Most rehab programs last for only a month or two, but recovery doesn’t stop there. While some manage to get back on their feet after a single stint in rehab, there’s much to explore within the first year or so of recovery that isn’t explored in rehab. Sober living homes represent another opportunity for recovering addicts to continue their recovery in a drug-free and supportive environment.
However, it’s about more than just staying away from drugs. Working against addiction means identifying the factors that continue to enable a person, whether they are psychological, social, or even physical. Addictive drugs trigger addiction by virtue of their own chemistry, but an extended period spent away from drugs often helps dispel that portion of the problem.
What is left, then, is the psychological craving for drugs that remains after months or years spent chasing the high as a way to escape any number of potential negative feelings. Going sober often means confronting many of these feelings, and that’s a process that realistically takes years to thoroughly undergo.
In order to really overcome an addiction, a person has to essentially identify all the ways in which drug use has helped them avoid addressing the problems they’ve had with themselves and the world around them, and then find alternative forms of coping, to continue dealing with upcoming challenges and find ways to manage the stress of everyday life.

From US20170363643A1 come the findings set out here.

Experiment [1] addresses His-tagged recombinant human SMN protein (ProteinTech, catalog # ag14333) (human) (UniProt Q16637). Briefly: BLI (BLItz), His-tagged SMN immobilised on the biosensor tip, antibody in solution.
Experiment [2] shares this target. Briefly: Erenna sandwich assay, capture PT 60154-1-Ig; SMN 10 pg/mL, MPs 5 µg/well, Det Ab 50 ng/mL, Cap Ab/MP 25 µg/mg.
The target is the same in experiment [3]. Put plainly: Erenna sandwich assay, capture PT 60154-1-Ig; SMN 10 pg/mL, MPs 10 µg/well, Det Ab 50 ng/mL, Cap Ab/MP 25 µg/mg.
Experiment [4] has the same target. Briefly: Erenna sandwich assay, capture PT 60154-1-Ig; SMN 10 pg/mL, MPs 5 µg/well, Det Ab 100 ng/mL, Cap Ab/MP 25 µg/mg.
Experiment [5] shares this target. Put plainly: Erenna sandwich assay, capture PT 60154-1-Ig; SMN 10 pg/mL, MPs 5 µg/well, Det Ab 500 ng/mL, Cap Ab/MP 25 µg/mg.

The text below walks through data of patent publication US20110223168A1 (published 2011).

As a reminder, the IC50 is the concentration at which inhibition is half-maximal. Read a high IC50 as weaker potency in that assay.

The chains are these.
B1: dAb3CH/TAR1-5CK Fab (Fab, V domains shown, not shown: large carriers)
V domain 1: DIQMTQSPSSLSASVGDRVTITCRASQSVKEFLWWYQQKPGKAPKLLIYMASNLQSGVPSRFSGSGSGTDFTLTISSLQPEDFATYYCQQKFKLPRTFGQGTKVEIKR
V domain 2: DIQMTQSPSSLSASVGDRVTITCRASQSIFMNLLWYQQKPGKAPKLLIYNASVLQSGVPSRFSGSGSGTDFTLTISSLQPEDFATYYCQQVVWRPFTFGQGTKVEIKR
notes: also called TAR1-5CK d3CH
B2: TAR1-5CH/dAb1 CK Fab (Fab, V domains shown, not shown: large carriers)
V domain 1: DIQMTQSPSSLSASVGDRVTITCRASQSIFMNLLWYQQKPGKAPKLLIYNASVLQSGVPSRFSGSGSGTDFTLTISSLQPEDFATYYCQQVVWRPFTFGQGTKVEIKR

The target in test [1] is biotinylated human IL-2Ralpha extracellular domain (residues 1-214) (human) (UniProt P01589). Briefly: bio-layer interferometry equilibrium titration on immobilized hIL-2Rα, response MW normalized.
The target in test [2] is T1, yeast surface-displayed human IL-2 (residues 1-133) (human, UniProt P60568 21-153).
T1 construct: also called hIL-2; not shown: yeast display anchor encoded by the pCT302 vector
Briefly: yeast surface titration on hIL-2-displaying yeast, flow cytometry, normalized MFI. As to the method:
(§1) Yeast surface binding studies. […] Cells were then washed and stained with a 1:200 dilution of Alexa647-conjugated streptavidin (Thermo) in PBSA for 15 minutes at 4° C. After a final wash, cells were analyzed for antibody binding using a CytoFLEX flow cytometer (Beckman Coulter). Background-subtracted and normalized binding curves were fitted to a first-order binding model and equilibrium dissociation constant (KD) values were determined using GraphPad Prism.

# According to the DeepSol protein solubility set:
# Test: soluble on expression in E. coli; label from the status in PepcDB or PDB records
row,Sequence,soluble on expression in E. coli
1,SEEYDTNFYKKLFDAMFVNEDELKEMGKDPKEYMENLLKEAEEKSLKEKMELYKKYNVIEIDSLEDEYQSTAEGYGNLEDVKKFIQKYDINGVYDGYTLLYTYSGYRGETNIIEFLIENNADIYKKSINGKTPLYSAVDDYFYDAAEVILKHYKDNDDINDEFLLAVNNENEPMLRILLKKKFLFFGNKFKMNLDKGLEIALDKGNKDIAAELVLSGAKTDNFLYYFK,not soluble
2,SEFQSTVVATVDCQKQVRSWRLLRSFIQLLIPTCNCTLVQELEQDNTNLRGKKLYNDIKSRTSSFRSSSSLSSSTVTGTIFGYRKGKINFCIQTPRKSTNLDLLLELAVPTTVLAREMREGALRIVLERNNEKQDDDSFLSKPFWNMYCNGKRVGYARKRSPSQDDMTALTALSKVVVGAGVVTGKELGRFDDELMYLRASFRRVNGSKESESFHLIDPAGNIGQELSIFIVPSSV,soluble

Finding Ways to Support Long-Term Sobriety
One aspect of recovery is a strong starting foundation – seeking professional help in your most vulnerable moments is hard, but necessary for many. It’s very difficult to find lasting sobriety without help, and professional help is often the most competent and reliable for people struggling heavily with chronic relapses and addiction.
But long-term support through professional means isn’t realistic, nor ideal. Not everyone can afford to spend a significant portion of their lives going to therapy or being surrounded by addiction experts – nor would most want to. However, help is important. Some days are better than others, but we need to rely on those we trust the most on our worst days to keep us sober and sane.
Friends and family play a critical role here as our primary caregivers and therapists in the long-term, providing anything from an ear to talk to, to a shoulder to cry on, or a bed to sleep in.
Having sober communities to be in helps as well. From virtual communities online where it’s possible to catch up and speak on a daily basis, to scheduled yet infrequent meetings and get togethers, having sober friends you stay in touch with is important as a way to not only remind yourself to maintain your own sobriety, but help others. This, in turn, can help you.
It Never Ends, But It Does Change
Eventually, recovery becomes life – but in a good way. Being a part of a loving family can be a crucial part of the recovery process. Achieving greater success at your dream job can be an important part of the recovery process. Setting new goals, overcoming personal challenges, and even failing in the face of overwhelming odds and deciding to try again can all be important parts of recovery.
Because addiction is so overwhelming and encompassing, its treatment can be encapsulated as a healthier approach towards life – starting out with psychiatric treatment and professional help, but leading to a long-term recovery process defined by loving friends and relatives, and lasting meaning.